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Farm Corporatisation And Indian Private Sector

Contract farming is getting unpopular due to a gulf in the understanding between private companies and farmers. Let us look at the case of Punjab, one of the main beneficiaries of the Green Revolution of the 1970s.

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As per a news release by government owned Press Trust of India (PTI), more than 1,500 telecom towers in Punjab have been damaged by farmers protesting against the three farm laws. This has led to a disruption in services, especially for industries and households dependent on electricity. Farmers vented their anger on the infrastructure owned by Mukesh Ambani's firm Jio, as well as that owned by Gautam Adani, whom the farmers perceive as the major beneficiaries of the three laws. This state of distrust towards large companies will have a profound impact on contract farming in India.

Contract farming is an agreement between a corporate body, government, and farmers. The terms usually include pre-decided set of crops the farmer will produce, as well as the price at which the company will procure the produce. Today, contract farming is emerging as a preferred mechanism through which companies can directly engage with farmers. PepsiCo was the earliest promoter of the contract-farming model in India. They started tying up with local farmers to grow tomato varieties needed for ketchup, as early as 1997. Subsequently it set up a tomato processing plant in Punjab. PepsiCo now works with 12,000 farmers on contract basis who produce potatoes for their daughter company called Lays.

However, contract farming is getting unpopular due to a gulf in the understanding between private companies and farmers. Let us look at the case of Punjab, one of the main beneficiaries of the Green Revolution of the 1970s. This was the first state to introduce contract farming at a government level back in 2002. The main idea was to break free from Paddy-Wheat cycle, and diversify crop production. The task of implementation was given to Punjab Agro Foodgrains Corporation (PAFC), which would then supply it country wide. The farmers were awarded a better price than usual. This scheme was however scrapped in 2012. When such a successful initiative is called off, it may lead to trust deficit between the farmers and the government. There is a good chance the distrust amplifies when we speak about an unknown entity such as private sector.

Similarly, there is a simmering general distrust between the farmers and private players due to the 3 farm bills. For their part, Ambani and Adani have clarified they do not intend to acquire farmer’s property in the disguise of non-payment of Minimum Support Price (MSP) through contract farming. In fact, they have clarified that there is no contract farming happening between them and farmers. However, the farmer is yet to be reassured and convinced of their intentions.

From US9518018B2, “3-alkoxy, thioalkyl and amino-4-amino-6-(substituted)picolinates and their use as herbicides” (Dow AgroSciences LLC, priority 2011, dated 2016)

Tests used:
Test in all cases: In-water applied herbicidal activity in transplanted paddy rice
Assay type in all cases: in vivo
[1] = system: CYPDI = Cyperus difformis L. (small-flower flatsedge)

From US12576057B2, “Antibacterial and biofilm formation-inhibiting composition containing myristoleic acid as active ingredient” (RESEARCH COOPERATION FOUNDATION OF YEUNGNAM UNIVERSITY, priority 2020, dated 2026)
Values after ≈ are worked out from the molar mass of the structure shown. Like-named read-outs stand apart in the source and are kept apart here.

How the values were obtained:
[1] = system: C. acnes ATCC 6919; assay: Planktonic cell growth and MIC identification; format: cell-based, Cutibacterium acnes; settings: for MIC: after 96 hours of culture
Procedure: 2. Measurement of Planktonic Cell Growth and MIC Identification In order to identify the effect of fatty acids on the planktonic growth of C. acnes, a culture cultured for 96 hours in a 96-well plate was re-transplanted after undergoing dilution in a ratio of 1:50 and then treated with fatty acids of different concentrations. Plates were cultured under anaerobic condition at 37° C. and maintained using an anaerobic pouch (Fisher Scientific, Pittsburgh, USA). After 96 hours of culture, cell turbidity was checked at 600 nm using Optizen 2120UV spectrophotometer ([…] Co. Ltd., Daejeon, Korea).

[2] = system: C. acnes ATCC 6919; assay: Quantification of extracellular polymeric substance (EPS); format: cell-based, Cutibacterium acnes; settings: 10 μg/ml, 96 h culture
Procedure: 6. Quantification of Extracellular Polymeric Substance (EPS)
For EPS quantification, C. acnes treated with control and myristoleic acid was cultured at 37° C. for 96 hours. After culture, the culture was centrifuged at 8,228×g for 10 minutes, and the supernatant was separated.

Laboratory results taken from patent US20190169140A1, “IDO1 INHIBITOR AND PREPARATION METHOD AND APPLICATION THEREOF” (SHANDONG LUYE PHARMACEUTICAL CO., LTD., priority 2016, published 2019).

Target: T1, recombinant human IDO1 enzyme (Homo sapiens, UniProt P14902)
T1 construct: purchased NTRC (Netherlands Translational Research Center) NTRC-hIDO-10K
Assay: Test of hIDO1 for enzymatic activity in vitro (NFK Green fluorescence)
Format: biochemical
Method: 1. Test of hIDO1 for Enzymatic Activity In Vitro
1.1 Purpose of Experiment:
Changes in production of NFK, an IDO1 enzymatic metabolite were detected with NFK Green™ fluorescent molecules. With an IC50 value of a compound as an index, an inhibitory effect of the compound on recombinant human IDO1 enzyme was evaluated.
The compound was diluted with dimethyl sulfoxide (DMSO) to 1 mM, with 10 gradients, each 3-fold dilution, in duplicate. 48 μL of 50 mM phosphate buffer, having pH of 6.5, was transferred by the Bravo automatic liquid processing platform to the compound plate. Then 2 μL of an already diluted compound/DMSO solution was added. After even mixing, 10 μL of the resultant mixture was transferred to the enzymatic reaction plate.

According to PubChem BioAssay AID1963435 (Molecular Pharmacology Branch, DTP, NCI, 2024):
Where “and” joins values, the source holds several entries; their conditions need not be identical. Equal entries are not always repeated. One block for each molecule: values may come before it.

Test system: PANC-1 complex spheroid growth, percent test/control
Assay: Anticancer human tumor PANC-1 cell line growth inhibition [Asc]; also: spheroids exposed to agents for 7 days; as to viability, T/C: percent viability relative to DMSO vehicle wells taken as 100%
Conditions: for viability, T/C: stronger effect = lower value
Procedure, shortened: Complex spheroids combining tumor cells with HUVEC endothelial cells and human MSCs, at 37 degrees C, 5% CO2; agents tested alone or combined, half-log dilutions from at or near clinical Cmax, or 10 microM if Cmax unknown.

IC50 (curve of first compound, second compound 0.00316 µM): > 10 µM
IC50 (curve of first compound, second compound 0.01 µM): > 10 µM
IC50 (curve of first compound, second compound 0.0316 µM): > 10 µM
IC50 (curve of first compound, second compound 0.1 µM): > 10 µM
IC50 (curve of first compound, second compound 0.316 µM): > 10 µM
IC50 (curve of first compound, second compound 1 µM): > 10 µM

There is a need to bring the two parties on a consensus if we are to achieve any of the farming or economic goals, be it doubling farmers income by 2022, Atmanirbhar Bharat, net export of agriculture produce, or a $7 trillion Indian economy. With 50% of the population dependent on agriculture, this sector cannot be ignored.

Contract farming has a multitude of benefits to the Indian farmer, namely, easier access to get credit from banks, upskilling of farmers through access to new cultivation technology, along with access to new markets which would otherwise not be accessible to them. Further, farmers get the opportunity of crop diversification, while learning about new crops which are presently in demand. Since the price is fixed beforehand by the company offering the contract, the farmers are also immune to price fluctuation in the market.

The immunity of price fluctuation is of advantage to the company sponsor as well. They will not have to pay higher costs and can gain more profit than usual. In addition, the companies will have access to regular and assured flow of raw material, that too of a high quality. The private sector is known for its niche expertise, organisation, and year-ahead planning. A contract signed beforehand with the farmers will enable long term planning by these companies, with a fixed timeline, commensurate to their strong work ethic. The regular engagement of the farmer with the corporates build long term human relations, faith and commitment to deliver. It also generates goodwill of the organisation in the eyes of the consumer, thus increasing their acceptability.

While we do have The Model Contract Farming Act of 2018, which protects the farmers, with pre and post harvest issues, the trust deficit is the primary bottleneck right now, which must be addressed as soon as possible.